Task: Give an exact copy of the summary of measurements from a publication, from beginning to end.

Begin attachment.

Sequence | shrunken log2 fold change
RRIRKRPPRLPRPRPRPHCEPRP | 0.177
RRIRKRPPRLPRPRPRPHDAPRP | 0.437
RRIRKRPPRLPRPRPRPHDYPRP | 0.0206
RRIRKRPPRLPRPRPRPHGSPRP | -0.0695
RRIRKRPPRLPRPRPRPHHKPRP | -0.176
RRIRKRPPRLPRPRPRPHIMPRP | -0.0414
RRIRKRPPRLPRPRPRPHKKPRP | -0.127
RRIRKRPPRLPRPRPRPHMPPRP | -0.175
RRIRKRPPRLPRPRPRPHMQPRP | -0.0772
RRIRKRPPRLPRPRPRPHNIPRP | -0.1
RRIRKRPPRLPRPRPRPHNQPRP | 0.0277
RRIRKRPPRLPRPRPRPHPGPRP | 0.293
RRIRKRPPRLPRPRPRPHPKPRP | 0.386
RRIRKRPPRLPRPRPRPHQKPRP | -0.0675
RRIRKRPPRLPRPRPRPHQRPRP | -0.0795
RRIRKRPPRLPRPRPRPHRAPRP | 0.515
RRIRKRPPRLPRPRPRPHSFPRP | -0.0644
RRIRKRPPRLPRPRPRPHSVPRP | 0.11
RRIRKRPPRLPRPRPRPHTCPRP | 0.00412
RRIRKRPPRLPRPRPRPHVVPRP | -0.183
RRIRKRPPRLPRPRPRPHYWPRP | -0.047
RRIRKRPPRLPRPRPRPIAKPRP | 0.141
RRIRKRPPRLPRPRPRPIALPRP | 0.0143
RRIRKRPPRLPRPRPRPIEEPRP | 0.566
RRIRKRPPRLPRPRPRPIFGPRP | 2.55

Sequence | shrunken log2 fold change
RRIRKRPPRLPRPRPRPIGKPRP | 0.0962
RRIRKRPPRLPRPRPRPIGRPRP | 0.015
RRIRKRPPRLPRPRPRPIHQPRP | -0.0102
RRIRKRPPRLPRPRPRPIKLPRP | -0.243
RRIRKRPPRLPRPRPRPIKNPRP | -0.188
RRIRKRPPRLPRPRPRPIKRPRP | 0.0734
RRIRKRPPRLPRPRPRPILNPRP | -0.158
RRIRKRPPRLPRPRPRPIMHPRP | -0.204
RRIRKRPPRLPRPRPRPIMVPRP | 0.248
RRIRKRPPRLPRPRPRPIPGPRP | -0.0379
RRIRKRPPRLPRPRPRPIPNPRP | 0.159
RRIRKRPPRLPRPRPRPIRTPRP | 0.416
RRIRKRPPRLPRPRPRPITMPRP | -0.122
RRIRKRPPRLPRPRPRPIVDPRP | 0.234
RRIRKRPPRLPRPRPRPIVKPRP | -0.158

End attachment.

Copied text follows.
Sequence | shrunken log2 fold change
RRIRKRPPRLPRPRPRPHCEPRP | 0.177
RRIRKRPPRLPRPRPRPHDAPRP | 0.437
RRIRKRPPRLPRPRPRPHDYPRP | 0.0206
RRIRKRPPRLPRPRPRPHGSPRP | -0.0695
RRIRKRPPRLPRPRPRPHHKPRP | -0.176
RRIRKRPPRLPRPRPRPHIMPRP | -0.0414
RRIRKRPPRLPRPRPRPHKKPRP | -0.127
RRIRKRPPRLPRPRPRPHMPPRP | -0.175
RRIRKRPPRLPRPRPRPHMQPRP | -0.0772
RRIRKRPPRLPRPRPRPHNIPRP | -0.1
RRIRKRPPRLPRPRPRPHNQPRP | 0.0277
RRIRKRPPRLPRPRPRPHPGPRP | 0.293
RRIRKRPPRLPRPRPRPHPKPRP | 0.386
RRIRKRPPRLPRPRPRPHQKPRP | -0.0675
RRIRKRPPRLPRPRPRPHQRPRP | -0.0795
RRIRKRPPRLPRPRPRPHRAPRP | 0.515
RRIRKRPPRLPRPRPRPHSFPRP | -0.0644
RRIRKRPPRLPRPRPRPHSVPRP | 0.11
RRIRKRPPRLPRPRPRPHTCPRP | 0.00412
RRIRKRPPRLPRPRPRPHVVPRP | -0.183
RRIRKRPPRLPRPRPRPHYWPRP | -0.047
RRIRKRPPRLPRPRPRPIAKPRP | 0.141
RRIRKRPPRLPRPRPRPIALPRP | 0.0143
RRIRKRPPRLPRPRPRPIEEPRP | 0.566
RRIRKRPPRLPRPRPRPIFGPRP | 2.55

Sequence | shrunken log2 fold change
RRIRKRPPRLPRPRPRPIGKPRP | 0.0962
RRIRKRPPRLPRPRPRPIGRPRP | 0.015
RRIRKRPPRLPRPRPRPIHQPRP | -0.0102
RRIRKRPPRLPRPRPRPIKLPRP | -0.243
RRIRKRPPRLPRPRPRPIKNPRP | -0.188
RRIRKRPPRLPRPRPRPIKRPRP | 0.0734
RRIRKRPPRLPRPRPRPILNPRP | -0.158
RRIRKRPPRLPRPRPRPIMHPRP | -0.204
RRIRKRPPRLPRPRPRPIMVPRP | 0.248
RRIRKRPPRLPRPRPRPIPGPRP | -0.0379
RRIRKRPPRLPRPRPRPIPNPRP | 0.159
RRIRKRPPRLPRPRPRPIRTPRP | 0.416
RRIRKRPPRLPRPRPRPITMPRP | -0.122
RRIRKRPPRLPRPRPRPIVDPRP | 0.234
RRIRKRPPRLPRPRPRPIVKPRP | -0.158